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Why are non-photosynthetic tissues generally 13C enriched compared with leaves in C3 plants? Review and synthesis of current hypotheses

Cernusak, LA, Tcherkez, G, Keitel, C, Cornwell, WK, Santiago, LS, Knohl, A, Barbour, MM, Williams, DG, Reich, PB, Ellsworth, DS, Dawson, TE, Griffiths, HG, Farquhar, GD and Wright, IJ (2009). Why are non-photosynthetic tissues generally 13C enriched compared with leaves in C3 plants? Review and synthesis of current hypotheses. Functional Plant Biology,36(3):199-213.

Document type: Journal Article
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Title Why are non-photosynthetic tissues generally 13C enriched compared with leaves in C3 plants? Review and synthesis of current hypotheses
Author Cernusak, LA
Tcherkez, G
Keitel, C
Cornwell, WK
Santiago, LS
Knohl, A
Barbour, MM
Williams, DG
Reich, PB
Ellsworth, DS
Dawson, TE
Griffiths, HG
Farquhar, GD
Wright, IJ
Journal Name Functional Plant Biology
Publication Date 2009
Volume Number 36
Issue Number 3
ISSN 1445-4408   (check CDU catalogue open catalogue search in new window)
Scopus ID 2-s2.0-62549128259
Start Page 199
End Page 213
Total Pages 15
Place of Publication Australia
Publisher CSIRO Publishing
HERDC Category C1 - Journal Article (DEST)
Abstract Non-photosynthetic, or heterotrophic, tissues in C3 plants tend to be enriched in 13C compared with the leaves that supply them with photosynthate. This isotopic pattern has been observed for woody stems, roots, seeds and fruits, emerging leaves, and parasitic plants incapable of net CO2 fixation. Unlike in C3 plants, roots of herbaceous C4 plants are generally not 13C-enriched compared with leaves. We review six hypotheses aimed at explaining this isotopic pattern in C3 plants: (1) variation in biochemical composition of heterotrophic tissues compared with leaves; (2) seasonal separation of growth of leaves and heterotrophic tissues, with corresponding variation in photosynthetic discrimination against 13C; (3) differential use of day v. night sucrose between leaves and sink tissues, with day sucrose being relatively 13C-depleted and night sucrose 13C-enriched; (4) isotopic fractionation during dark respiration; (5) carbon fixation by PEP carboxylase; and (6) developmental variation in photosynthetic discrimination against 13C during leaf expansion. Although hypotheses (1) and (2) may contribute to the general pattern, they cannot explain all observations. Some evidence exists in support of hypotheses (3) through to (6), although for hypothesis (6) it is largely circumstantial. Hypothesis (3) provides a promising avenue for future research. Direct tests of these hypotheses should be carried out to provide insight into the mechanisms causing within-plant variation in carbon isotope composition.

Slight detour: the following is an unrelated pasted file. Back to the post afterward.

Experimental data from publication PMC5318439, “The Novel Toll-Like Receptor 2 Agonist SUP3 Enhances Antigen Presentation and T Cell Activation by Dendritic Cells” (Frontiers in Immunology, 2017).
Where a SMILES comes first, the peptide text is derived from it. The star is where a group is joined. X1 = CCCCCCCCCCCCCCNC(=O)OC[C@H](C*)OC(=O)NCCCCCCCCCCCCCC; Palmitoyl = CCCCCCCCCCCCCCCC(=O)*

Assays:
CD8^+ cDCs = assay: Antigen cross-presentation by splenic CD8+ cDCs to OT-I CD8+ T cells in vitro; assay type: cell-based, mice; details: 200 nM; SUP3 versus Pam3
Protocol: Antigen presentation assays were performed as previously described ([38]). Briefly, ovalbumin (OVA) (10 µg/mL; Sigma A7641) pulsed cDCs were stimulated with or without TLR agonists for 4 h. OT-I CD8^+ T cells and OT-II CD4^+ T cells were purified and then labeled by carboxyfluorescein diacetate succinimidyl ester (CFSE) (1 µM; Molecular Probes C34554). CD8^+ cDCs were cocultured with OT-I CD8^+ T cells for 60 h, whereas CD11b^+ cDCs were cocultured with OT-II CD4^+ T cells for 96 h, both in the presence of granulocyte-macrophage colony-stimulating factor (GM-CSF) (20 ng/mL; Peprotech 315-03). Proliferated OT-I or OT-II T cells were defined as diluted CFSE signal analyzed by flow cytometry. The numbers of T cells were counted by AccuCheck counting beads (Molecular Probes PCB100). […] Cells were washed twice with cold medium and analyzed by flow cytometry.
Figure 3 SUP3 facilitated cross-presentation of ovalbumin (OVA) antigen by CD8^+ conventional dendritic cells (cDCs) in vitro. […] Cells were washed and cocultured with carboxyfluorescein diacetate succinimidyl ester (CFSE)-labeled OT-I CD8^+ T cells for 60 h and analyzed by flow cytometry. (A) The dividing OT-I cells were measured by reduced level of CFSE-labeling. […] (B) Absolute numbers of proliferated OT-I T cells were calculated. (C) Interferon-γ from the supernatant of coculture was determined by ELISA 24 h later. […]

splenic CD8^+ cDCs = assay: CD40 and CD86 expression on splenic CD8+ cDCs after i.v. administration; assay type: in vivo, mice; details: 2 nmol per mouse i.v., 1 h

DOI http://dx.doi.org/10.1071/FP08216   (check subscription with CDU E-Gateway service for CDU Staff and Students  check subscription with CDU E-Gateway in new window)
 
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